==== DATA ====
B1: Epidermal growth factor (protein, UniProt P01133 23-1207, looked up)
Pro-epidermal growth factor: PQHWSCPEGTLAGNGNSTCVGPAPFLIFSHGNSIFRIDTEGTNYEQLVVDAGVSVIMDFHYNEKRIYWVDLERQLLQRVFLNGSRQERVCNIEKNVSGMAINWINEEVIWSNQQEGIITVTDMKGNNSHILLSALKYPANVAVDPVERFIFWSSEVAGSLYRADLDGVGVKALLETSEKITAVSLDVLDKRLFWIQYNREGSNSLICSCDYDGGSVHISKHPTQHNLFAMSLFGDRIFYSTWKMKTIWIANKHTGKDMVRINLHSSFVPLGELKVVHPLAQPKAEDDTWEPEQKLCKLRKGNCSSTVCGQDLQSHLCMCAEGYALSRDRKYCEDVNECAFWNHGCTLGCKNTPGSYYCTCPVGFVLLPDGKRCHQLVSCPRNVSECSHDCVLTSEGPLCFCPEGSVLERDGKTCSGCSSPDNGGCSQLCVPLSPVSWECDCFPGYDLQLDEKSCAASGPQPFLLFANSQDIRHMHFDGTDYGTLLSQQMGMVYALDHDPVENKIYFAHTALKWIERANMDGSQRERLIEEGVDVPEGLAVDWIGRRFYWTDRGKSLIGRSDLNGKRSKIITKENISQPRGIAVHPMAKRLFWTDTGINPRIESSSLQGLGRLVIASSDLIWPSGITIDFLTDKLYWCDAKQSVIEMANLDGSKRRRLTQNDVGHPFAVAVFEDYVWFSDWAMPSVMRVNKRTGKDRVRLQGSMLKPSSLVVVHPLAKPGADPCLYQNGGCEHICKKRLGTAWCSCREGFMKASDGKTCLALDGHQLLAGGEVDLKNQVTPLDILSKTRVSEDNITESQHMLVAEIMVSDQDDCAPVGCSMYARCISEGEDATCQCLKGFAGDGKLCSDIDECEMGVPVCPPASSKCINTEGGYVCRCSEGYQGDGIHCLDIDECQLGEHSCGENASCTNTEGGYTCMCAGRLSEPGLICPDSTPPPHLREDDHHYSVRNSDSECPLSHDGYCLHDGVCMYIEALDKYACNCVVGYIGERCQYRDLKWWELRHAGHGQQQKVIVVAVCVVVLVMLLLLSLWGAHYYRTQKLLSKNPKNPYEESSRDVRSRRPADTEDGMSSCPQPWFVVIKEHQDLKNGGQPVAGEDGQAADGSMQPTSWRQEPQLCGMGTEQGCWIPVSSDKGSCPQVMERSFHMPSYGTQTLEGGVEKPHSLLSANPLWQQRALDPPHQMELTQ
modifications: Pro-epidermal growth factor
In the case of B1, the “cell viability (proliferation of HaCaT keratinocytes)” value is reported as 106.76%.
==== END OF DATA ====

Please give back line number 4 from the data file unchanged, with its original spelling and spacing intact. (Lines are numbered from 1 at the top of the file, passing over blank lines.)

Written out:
In the case of B1, the “cell viability (proliferation of HaCaT keratinocytes)” value is reported as 106.76%.